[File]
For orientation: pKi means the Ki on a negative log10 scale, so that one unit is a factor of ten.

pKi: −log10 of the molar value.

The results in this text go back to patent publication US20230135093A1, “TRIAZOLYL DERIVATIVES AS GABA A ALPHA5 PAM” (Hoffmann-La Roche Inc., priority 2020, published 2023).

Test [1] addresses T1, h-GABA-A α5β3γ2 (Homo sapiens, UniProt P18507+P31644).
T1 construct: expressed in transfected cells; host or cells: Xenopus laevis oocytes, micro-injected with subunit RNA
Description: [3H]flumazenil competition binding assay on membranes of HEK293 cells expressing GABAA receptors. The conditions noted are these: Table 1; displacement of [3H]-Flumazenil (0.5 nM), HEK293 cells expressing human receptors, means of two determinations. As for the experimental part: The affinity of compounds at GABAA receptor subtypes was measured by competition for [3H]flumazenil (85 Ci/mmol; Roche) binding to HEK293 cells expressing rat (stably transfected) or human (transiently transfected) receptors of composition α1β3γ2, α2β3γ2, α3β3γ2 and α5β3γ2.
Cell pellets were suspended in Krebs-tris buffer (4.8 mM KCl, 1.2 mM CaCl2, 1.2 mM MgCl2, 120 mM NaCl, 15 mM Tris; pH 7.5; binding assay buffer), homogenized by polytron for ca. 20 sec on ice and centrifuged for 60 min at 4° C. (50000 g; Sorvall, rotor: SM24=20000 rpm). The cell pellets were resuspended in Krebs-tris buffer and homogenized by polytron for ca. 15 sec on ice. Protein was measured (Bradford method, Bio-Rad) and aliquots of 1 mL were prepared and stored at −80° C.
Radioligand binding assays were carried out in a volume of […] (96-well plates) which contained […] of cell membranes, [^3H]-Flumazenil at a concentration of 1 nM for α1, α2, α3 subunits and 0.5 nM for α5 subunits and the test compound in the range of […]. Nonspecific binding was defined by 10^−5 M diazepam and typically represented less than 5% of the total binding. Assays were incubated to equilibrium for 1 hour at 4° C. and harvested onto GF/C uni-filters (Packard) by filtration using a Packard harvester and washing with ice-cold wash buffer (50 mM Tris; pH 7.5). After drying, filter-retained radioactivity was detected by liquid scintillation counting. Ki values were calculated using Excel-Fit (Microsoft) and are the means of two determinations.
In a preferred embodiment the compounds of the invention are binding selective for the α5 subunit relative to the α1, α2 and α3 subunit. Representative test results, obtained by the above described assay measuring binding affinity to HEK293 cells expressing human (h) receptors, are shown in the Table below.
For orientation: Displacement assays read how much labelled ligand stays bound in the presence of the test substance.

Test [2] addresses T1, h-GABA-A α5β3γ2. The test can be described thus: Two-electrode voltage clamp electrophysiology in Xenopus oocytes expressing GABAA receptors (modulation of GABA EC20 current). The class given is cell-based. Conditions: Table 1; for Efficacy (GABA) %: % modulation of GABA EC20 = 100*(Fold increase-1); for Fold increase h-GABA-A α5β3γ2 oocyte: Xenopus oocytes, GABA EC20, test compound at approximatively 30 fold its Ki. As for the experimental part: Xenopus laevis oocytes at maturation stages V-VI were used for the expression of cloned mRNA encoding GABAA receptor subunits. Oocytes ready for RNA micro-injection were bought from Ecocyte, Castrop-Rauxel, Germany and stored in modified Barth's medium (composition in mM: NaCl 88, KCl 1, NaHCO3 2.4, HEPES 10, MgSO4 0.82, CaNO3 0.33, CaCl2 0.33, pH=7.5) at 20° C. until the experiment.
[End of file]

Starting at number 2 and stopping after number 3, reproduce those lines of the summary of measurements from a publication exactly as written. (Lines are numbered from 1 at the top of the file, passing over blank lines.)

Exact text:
pKi: −log10 of the molar value.

The results in this text go back to patent publication US20230135093A1, “TRIAZOLYL DERIVATIVES AS GABA A ALPHA5 PAM” (Hoffmann-La Roche Inc., priority 2020, published 2023).